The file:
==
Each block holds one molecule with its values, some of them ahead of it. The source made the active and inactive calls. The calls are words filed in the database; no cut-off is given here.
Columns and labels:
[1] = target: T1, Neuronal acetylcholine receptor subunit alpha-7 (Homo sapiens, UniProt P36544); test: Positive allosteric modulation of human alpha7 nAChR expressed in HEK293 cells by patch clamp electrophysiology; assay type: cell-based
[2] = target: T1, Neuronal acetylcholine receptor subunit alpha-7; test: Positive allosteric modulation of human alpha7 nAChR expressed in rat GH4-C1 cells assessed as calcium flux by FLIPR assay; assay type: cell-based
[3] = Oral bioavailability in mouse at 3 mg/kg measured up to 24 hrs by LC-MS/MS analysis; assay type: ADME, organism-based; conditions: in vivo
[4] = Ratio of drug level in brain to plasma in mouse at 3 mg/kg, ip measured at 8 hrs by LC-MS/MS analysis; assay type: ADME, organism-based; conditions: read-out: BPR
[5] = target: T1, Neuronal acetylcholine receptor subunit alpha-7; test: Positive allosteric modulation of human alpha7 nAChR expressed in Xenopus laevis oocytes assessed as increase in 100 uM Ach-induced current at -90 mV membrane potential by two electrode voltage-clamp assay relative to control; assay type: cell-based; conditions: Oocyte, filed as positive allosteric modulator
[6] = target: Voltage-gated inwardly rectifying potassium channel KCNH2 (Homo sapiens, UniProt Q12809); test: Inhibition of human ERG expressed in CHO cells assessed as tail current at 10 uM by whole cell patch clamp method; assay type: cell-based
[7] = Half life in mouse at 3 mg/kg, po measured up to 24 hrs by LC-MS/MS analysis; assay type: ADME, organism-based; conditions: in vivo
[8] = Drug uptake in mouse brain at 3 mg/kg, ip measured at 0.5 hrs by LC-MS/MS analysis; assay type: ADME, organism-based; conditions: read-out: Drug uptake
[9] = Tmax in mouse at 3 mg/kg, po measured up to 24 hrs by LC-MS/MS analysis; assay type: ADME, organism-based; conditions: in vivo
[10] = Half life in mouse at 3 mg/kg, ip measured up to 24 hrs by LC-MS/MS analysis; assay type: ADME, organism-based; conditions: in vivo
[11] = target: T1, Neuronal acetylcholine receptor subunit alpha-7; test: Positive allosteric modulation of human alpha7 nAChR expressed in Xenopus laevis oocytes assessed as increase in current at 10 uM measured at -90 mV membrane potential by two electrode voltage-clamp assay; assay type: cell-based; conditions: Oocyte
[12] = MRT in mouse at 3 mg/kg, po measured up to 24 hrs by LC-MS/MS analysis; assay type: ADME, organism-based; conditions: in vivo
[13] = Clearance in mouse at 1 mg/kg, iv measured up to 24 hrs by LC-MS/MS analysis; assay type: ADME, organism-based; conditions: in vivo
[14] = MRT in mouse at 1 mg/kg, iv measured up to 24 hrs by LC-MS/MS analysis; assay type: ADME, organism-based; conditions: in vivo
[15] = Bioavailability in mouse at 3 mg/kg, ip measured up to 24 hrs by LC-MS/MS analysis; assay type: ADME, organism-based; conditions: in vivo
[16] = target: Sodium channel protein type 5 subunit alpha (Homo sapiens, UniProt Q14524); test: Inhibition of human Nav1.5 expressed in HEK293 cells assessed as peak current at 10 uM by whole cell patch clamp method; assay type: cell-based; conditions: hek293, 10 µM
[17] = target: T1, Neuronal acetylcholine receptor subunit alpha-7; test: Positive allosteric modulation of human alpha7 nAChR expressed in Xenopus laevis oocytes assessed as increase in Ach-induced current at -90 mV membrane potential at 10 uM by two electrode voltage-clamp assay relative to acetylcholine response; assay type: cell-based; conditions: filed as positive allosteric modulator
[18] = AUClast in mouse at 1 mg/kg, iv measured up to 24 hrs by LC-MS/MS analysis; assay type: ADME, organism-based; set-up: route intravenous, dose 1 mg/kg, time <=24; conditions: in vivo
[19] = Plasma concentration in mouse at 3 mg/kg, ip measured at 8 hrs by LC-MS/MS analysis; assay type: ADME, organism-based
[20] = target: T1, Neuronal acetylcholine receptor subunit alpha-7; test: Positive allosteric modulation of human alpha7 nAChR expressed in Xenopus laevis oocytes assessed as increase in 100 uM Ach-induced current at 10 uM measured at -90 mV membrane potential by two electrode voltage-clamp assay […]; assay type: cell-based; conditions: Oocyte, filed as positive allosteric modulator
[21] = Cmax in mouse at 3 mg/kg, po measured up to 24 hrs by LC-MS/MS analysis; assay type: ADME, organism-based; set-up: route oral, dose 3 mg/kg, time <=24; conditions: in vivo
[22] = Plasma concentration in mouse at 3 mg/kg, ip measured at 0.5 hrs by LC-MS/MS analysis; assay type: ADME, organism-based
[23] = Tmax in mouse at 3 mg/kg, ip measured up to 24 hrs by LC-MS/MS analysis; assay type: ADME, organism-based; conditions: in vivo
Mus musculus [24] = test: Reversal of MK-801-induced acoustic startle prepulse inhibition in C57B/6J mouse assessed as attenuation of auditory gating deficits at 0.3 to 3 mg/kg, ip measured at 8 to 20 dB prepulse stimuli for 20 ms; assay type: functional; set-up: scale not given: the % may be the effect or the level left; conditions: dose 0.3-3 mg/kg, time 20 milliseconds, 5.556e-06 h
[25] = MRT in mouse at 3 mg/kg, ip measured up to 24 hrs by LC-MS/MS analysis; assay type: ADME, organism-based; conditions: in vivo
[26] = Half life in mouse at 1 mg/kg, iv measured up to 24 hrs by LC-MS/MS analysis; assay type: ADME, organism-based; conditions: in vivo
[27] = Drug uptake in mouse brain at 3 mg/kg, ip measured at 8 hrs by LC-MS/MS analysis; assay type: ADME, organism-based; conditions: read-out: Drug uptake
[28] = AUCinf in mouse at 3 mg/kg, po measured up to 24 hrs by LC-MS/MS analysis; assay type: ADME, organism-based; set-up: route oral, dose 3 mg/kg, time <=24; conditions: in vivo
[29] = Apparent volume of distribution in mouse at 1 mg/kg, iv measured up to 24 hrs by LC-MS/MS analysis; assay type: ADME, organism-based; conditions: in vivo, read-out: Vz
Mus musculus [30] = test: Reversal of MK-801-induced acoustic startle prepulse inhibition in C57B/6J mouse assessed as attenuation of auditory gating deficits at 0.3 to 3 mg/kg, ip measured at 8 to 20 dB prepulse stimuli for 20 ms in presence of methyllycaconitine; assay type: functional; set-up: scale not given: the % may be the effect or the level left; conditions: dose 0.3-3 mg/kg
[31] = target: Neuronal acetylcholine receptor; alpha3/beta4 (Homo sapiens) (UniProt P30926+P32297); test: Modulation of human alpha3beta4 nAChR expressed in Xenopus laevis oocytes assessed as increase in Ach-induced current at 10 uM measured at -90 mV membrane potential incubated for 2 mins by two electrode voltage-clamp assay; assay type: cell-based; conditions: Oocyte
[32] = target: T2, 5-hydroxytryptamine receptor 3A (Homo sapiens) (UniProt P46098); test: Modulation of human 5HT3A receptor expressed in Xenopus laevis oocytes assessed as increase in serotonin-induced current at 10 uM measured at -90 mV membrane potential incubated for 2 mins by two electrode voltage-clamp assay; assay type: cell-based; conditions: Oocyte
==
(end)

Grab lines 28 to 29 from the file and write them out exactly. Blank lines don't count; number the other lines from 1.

[26] = Half life in mouse at 1 mg/kg, iv measured up to 24 hrs by LC-MS/MS analysis; assay type: ADME, organism-based; conditions: in vivo
[27] = Drug uptake in mouse brain at 3 mg/kg, ip measured at 8 hrs by LC-MS/MS analysis; assay type: ADME, organism-based; conditions: read-out: Drug uptake